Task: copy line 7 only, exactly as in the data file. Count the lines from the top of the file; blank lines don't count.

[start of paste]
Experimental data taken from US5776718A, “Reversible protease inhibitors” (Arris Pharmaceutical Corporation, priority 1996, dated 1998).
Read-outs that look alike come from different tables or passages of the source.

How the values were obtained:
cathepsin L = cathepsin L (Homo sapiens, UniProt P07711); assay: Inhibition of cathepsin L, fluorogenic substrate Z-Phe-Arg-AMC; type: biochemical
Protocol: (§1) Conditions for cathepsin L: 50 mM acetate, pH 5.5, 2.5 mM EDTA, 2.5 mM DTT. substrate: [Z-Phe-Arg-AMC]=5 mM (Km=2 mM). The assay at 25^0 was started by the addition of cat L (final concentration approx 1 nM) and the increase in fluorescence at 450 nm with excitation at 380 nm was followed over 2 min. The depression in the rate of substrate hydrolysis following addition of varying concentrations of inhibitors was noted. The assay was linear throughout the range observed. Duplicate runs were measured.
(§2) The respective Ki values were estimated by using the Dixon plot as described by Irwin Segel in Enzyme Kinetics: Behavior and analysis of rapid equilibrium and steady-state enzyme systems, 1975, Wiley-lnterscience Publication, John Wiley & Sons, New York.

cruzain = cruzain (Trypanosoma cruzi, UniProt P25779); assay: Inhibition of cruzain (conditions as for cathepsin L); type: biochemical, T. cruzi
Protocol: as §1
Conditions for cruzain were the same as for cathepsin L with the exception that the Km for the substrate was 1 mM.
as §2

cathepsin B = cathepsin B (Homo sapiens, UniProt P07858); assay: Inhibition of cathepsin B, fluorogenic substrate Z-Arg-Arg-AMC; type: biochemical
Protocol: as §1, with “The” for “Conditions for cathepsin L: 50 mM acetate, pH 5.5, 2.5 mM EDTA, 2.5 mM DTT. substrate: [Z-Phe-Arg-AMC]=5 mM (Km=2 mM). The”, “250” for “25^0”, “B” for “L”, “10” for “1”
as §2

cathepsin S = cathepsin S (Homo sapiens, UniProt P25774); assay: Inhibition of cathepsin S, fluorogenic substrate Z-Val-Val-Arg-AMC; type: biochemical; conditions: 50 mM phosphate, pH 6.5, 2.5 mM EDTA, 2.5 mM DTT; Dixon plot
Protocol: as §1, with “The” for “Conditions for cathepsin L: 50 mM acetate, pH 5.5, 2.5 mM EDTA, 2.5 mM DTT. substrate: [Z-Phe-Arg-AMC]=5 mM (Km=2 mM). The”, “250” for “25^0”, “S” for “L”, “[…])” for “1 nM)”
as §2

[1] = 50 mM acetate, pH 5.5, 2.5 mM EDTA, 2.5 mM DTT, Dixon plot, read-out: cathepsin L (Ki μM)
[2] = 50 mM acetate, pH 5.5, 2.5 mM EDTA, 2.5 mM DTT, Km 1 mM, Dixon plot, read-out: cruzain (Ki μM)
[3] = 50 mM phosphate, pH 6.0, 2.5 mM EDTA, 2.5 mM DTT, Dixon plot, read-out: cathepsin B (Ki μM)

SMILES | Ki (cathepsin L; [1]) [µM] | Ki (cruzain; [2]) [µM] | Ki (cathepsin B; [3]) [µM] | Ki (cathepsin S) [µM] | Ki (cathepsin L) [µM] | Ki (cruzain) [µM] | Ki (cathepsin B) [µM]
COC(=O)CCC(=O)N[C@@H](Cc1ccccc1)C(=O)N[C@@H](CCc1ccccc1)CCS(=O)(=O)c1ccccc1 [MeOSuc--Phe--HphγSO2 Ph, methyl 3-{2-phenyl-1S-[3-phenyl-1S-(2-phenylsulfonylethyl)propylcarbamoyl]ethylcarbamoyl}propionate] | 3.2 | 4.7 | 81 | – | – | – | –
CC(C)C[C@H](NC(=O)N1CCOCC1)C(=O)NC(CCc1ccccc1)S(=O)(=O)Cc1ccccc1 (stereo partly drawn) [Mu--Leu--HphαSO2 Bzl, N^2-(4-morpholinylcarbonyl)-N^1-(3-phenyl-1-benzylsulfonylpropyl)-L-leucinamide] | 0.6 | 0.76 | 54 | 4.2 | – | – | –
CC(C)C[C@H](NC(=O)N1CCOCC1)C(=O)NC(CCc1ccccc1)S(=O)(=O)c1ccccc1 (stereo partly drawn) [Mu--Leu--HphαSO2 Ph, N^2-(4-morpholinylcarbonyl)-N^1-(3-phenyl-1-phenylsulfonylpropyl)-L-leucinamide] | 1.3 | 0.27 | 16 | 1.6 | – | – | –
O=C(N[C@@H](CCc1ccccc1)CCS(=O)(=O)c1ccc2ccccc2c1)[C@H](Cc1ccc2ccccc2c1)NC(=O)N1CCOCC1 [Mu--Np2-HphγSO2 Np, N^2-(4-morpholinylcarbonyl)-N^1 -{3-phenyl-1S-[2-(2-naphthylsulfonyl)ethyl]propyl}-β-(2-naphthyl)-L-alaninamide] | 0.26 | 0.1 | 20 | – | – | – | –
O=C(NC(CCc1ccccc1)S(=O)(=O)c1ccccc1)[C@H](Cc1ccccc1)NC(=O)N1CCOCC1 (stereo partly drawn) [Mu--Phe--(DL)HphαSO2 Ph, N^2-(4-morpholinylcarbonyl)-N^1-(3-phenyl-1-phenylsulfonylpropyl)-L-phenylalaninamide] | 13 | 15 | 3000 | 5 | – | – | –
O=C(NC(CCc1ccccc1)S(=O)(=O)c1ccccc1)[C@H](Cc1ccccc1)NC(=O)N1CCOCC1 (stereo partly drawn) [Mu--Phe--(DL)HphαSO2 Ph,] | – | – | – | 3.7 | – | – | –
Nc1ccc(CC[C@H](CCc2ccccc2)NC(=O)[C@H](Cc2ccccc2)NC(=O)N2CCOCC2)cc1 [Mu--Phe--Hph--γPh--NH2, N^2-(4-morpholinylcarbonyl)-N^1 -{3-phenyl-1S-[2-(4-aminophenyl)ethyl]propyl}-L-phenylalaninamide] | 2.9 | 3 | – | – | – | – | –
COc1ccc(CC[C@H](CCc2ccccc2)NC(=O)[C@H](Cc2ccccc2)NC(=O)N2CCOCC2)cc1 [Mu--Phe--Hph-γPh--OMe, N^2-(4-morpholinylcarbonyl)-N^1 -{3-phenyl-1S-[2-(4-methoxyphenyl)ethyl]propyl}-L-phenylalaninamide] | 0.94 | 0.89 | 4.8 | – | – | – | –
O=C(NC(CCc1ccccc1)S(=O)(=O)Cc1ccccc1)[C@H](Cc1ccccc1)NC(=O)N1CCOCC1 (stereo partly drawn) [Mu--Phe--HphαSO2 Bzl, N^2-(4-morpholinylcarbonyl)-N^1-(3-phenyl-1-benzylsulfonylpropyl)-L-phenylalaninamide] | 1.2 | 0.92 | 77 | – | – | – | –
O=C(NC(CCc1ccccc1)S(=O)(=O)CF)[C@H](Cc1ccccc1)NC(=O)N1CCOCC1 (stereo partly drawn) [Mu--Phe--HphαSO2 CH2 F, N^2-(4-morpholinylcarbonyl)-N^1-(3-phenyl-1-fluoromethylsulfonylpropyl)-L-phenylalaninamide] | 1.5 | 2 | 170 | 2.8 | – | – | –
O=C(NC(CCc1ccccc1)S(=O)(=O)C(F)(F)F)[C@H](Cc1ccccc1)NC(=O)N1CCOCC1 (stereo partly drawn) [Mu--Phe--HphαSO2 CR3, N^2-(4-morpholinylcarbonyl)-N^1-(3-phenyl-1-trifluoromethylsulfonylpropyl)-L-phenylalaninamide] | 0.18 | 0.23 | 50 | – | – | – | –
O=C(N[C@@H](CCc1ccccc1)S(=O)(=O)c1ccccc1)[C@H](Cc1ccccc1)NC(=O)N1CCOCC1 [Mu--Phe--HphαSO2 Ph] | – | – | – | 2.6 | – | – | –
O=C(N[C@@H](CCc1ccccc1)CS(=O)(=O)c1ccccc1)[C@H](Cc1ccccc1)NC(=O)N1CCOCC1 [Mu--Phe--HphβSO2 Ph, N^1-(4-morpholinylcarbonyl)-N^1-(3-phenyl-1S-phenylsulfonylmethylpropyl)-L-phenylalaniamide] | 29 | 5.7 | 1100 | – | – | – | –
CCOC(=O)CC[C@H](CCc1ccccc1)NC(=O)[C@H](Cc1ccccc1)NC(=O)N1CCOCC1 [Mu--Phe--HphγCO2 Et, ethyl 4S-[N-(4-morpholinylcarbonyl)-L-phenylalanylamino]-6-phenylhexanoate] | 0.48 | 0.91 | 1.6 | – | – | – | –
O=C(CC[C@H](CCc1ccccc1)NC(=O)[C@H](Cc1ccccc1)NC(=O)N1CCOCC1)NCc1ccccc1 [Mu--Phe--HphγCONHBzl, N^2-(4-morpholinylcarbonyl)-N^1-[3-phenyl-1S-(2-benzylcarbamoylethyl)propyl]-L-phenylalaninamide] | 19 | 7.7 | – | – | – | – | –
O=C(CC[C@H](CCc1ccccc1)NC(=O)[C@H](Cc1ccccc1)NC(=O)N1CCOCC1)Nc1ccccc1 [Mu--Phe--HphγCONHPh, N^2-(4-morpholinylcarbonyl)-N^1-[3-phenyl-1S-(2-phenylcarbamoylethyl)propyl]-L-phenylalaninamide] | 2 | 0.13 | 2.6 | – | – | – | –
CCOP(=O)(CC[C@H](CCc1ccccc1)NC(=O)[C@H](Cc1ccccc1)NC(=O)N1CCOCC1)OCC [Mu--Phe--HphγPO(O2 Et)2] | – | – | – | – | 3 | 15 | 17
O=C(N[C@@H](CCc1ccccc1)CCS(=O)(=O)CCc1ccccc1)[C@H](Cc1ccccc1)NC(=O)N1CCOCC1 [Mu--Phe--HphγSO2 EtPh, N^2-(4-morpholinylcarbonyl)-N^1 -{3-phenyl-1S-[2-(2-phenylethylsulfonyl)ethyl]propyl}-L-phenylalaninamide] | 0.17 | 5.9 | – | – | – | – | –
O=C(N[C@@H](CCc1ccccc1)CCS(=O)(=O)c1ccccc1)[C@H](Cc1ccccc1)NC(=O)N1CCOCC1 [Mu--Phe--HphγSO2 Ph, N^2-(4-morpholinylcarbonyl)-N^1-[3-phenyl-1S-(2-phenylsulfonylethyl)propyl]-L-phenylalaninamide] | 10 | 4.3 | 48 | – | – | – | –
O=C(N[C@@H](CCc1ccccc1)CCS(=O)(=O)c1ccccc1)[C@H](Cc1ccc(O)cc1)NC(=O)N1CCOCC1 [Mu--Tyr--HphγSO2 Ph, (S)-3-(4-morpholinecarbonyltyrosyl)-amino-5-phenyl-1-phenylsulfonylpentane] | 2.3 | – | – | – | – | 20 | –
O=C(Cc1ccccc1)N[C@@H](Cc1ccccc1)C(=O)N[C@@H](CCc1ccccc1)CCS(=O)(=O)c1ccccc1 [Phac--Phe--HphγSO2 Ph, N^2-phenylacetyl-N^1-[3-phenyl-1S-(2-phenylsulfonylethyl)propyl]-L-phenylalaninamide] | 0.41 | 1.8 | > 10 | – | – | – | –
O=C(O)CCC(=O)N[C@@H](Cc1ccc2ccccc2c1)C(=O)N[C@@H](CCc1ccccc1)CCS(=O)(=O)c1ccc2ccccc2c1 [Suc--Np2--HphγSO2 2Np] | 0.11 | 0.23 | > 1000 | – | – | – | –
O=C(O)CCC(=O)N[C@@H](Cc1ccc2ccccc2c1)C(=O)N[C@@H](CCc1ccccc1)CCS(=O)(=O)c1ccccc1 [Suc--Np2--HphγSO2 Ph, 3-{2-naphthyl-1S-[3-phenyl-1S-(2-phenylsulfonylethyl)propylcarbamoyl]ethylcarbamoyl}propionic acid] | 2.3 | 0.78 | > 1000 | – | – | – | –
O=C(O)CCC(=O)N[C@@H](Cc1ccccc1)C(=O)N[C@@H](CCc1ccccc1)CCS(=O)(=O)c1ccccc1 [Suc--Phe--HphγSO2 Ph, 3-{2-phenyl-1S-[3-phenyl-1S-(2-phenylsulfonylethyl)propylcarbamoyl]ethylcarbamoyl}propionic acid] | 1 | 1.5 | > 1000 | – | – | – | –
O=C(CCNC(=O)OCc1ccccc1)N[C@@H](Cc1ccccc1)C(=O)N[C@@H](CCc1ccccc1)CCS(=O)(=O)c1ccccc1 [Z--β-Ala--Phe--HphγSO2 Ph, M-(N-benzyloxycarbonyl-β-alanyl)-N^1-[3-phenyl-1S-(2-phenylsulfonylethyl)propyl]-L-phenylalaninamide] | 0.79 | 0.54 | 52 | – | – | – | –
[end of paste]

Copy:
cruzain = cruzain (Trypanosoma cruzi, UniProt P25779); assay: Inhibition of cruzain (conditions as for cathepsin L); type: biochemical, T. cruzi